Democracy is far more than elections held every three to four years, and the number of issues on which people base their vote means that the results do not reflect public sentiment on one issue alone. On the question of the need for climate action and a shift to less polluting technologies, there have been innumerable petitions and polls showing support for such a shift, countless submissions, marches, protest actions, visits to Members of Parliament, community-based renewable energy initiatives, opinion pieces, books, letters, letters to the editor and social media posts. Two million Australian households now have solar on their rooftops. And yet so far, extractive industries are consistently favoured by state and federal governments over the will of everyday Australians.
We know that genuine climate action is frustrated by the disproportionate political influence of extractive industries. Much has been written about donations to the two major political Parties and the “revolving door”, between government roles and industry boards. [xiv] This is undemocratic and it is ethically unacceptable. It has led to the corruption of our democracy and the rise of public cynicism, distrust and, for some, despair.
Appointments to the National COVID-19 Coordination Commission
It has been disappointing to see the Prime Minister appointing so many fossil fuel industry executives to the National COVID-19 Coordination Commission, to be chaired by gas champion and former head of Fortescue Metals, Neville Power.
The power of the Commission makes this all the more concerning. Initially it appeared that the work of the Commission was to ensure the flow of needed medical supplies, but it appears to have become the main driver of industry policy. It will have significant influence over billions of dollars of public money as it works to ‘mobilise the whole-of-economy effort to ensure the economic and social impacts from the global COVID-19 pandemic are anticipated and mitigated’.
The constitution of the Committee has advocates for one sector of society and, to make matters worse, an acutely self-interested one. Where are the capable advisors from among Aboriginal Australians, the education sector, the arts, health, welfare, finance, conservationist, climate action, faith, union, renewable energy and research sectors?
Early fruits of Neville Power’s conflicts of interest are that he:
- Has already made clear his bias in public statements such as “We need competitive energy prices, particularly gas, to attract large-scale manufacturing like fertiliser and petrochemicals.” [xv]
- Appears to have successfully persuaded Energy and Emissions Reductions Minister Angus Taylor to champion a gas-led recovery. He has said “I like to think of the other side of Covid-19 as being a gas-fired recovery.” This is a shift from the technology-neutral energy policies of the past. He announced the weakening of already lax environmental standards for fuel [xvi], and sought to redirect investment from renewable energy to carbon capture and storage [xvii] through a new Technology Investment Roadmap.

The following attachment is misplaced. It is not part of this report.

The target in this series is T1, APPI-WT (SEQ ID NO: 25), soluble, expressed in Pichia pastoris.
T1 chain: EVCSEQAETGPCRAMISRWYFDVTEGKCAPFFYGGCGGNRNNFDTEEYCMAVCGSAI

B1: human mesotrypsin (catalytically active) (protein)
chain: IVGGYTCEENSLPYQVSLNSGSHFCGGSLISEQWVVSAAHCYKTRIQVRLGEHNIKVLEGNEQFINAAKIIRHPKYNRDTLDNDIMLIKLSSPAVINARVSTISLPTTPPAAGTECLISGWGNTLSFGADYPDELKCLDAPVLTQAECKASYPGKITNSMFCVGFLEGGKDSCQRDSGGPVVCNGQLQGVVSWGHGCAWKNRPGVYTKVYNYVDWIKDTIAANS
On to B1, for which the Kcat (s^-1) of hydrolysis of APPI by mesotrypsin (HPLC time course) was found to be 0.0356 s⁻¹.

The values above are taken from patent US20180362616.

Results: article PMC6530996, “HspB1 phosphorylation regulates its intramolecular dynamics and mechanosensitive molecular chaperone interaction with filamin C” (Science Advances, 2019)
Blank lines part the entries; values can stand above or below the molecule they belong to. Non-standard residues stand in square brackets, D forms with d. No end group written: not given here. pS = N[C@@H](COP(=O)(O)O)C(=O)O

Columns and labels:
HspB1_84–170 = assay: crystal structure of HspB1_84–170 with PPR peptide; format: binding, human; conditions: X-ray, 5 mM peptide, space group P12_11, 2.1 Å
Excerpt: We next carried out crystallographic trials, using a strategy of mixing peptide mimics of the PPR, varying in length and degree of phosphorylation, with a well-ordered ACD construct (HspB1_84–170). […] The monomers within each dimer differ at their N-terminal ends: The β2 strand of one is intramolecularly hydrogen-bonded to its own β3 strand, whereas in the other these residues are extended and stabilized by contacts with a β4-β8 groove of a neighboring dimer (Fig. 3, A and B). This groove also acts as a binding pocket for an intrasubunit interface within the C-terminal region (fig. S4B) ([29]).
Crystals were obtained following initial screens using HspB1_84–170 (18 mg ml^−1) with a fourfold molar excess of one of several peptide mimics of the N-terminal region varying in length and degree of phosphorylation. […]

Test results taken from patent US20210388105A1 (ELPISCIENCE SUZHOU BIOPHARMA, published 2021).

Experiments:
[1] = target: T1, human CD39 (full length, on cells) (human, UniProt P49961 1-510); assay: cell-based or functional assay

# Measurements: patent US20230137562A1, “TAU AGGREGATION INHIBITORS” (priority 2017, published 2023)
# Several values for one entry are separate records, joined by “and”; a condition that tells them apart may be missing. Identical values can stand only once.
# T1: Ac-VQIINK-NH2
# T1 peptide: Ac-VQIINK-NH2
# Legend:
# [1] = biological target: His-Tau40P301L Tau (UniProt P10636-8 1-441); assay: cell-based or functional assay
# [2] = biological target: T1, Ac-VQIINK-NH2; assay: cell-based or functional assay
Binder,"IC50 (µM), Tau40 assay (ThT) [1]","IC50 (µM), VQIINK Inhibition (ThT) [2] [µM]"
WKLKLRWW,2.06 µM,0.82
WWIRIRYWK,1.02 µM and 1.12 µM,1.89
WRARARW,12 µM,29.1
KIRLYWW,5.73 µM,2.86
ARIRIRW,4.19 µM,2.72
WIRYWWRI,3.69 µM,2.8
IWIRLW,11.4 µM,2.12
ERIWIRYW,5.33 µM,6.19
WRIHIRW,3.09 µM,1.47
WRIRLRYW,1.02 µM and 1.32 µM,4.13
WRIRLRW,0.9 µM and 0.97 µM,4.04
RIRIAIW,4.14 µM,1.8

- Recommended funding of a fertiliser plant in Narrabri which would rely on Santos’ controversial Narrabri gas project, for which various approvals have not yet been given. [xviii]
Resources Minister Keith Pitt has:
- admonished “misguided” lenders who have committed to abandon coal [xix]
- demanded the Queensland Government speed up the controversial approval process for the extension of New Hope’s Acland coal mine [xx]
- backed exploitation of the Great Australian Bight for oil and Galilee Basin for coal. [xxi]
Environment Minister Sussan Ley supports a regulatory overhaul and reportedly pledged to amend legislation to remove “unnecessary blockages” to key projects, eg, environmental groups taking matter to the courts to protect the environment, even before a final review of the EPBC Act is due. [xxii]
Recommendations regarding COVID-19 Commission
There are few of the usual democratic constraints on the Commission which also has far-reaching powers. Concerns [xxiii] have been raised by Zali Steggall MP, the Human Rights Law Centre, Transparency International, the Grata Fund and the Centre for Public Integrity.
Given the high stakes, now is a time when accountability measures should be highest. ARRCC calls on the government to:
- Broaden representation on the Commission to include leaders from among Aboriginal Australians, from the education sector, arts, health, welfare, finance, environmental, union, renewable energy and research sectors
- Strictly apply accountability measures including an oversight committee to review the operations of the Commission, ensure there is transparency about day-to-day operations through a public register of meetings, and establish a conflict of interest disclosure register.
- Create public consultation mechanisms, so the community can have input into the advice given.
- Establish guiding principles for the Commission to follow, such as: (a) That investment will be in sustainable technologies (b) That it will lead to both the lowering of emissions and the creation of the largest number of jobs and (c) That benefits of the investment will help make society more equitable